A collection of accounts narrated by those who witnessed the partition between India and Pakistan, The 1947 Partition Archive, will be released on August 10 in collaboration with universities in Pakistan, India and America, according to a press release received on Monday.

The 1947 Partition Archive is an organisation that has compiled over 4,300 interviews of Indian and Pakistani citizens who experienced the tumultuous event. So far, the collection was only accessible by researchers. Now the organisation, in collaboration with universities in Pakistan, India and America, is making parts of its archives available for the public. The organisation is also trying to get universities in Britain and Bangladesh on board.

A portion of its compiled interviews will be available from August 10 via live streaming from Stanford University Library's Digital Repository to anyone with an access to internet. The rest of the interviews, those "deemed too delicate or sensitive for open accessibility", will be available to researchers and interested parties through the libraries of universities which have collaborated. The universities include Ashoka University, University of Delhi, and Guru Nanak Dev University in India, along with Lahore University of Management Sciences and Habib University in Pakistan.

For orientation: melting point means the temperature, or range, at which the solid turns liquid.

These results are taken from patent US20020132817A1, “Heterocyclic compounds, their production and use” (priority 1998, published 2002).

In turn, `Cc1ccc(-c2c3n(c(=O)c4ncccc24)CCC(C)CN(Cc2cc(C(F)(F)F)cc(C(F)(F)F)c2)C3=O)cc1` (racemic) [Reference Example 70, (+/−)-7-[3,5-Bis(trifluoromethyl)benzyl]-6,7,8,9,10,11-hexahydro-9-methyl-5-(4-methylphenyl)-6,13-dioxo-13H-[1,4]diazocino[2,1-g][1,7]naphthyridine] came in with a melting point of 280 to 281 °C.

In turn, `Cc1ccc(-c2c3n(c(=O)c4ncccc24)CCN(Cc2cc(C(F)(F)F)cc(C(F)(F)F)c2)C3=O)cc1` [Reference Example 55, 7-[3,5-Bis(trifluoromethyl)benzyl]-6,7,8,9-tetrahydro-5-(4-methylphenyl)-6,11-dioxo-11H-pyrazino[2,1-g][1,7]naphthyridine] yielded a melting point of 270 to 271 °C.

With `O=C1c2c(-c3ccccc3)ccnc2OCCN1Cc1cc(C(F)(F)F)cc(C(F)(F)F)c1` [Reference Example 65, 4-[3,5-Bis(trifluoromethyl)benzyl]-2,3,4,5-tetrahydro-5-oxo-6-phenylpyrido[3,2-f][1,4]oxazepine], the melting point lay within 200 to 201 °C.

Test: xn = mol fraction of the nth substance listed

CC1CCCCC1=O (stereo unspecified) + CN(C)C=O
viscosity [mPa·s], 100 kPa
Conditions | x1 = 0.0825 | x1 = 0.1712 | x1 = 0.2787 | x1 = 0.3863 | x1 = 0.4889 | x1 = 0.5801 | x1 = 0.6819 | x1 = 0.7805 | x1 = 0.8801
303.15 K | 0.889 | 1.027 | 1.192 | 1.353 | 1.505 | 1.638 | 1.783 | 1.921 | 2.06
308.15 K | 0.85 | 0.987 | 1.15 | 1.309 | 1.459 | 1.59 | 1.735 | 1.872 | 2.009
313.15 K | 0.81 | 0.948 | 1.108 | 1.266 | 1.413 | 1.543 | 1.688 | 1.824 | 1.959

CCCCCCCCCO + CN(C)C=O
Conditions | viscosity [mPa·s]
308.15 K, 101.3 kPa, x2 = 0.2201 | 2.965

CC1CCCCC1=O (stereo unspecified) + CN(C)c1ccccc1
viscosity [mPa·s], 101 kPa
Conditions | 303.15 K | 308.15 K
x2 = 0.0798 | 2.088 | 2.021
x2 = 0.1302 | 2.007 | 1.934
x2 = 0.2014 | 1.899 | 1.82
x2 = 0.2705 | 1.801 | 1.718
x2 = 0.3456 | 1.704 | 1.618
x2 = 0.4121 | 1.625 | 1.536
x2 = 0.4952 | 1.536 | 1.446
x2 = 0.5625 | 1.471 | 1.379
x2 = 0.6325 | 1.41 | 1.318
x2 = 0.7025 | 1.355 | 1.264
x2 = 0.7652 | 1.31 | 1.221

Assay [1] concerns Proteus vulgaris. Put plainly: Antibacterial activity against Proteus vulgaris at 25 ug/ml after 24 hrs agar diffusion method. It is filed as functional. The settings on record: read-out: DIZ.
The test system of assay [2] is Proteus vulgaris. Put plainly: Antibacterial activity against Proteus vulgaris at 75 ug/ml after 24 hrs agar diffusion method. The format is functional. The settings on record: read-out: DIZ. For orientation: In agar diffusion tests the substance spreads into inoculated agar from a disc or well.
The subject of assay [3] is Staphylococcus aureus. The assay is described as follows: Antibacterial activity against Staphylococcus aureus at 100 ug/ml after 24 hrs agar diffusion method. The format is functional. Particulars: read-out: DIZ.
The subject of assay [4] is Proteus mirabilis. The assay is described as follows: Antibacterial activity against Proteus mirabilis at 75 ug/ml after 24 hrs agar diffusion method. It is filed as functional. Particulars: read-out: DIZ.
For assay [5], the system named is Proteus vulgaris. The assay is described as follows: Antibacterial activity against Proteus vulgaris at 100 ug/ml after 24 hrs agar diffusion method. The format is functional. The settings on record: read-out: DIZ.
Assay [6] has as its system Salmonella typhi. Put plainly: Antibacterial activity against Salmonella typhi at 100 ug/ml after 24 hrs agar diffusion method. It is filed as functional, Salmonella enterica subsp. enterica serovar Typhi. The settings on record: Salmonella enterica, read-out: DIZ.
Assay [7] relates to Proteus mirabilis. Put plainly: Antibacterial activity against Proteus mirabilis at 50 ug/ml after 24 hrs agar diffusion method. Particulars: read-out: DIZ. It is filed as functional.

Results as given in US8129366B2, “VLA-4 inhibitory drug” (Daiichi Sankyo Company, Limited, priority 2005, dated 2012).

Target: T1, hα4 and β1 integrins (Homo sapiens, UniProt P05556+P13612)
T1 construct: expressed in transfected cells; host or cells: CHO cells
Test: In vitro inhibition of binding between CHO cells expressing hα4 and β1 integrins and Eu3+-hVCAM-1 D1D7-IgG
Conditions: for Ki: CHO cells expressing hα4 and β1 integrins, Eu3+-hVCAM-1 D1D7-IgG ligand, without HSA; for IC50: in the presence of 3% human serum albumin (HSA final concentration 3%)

"The stories are changing the way we see ourselves and our history. We are immensely excited to be releasing this work into the public domain, so that it is accessible to all, giving each of us an opportunity to discover our rich history for ourselves,” Guneeta Singh Bhalla, Founder of The 1947 Partition Archive, was quoted as saying.



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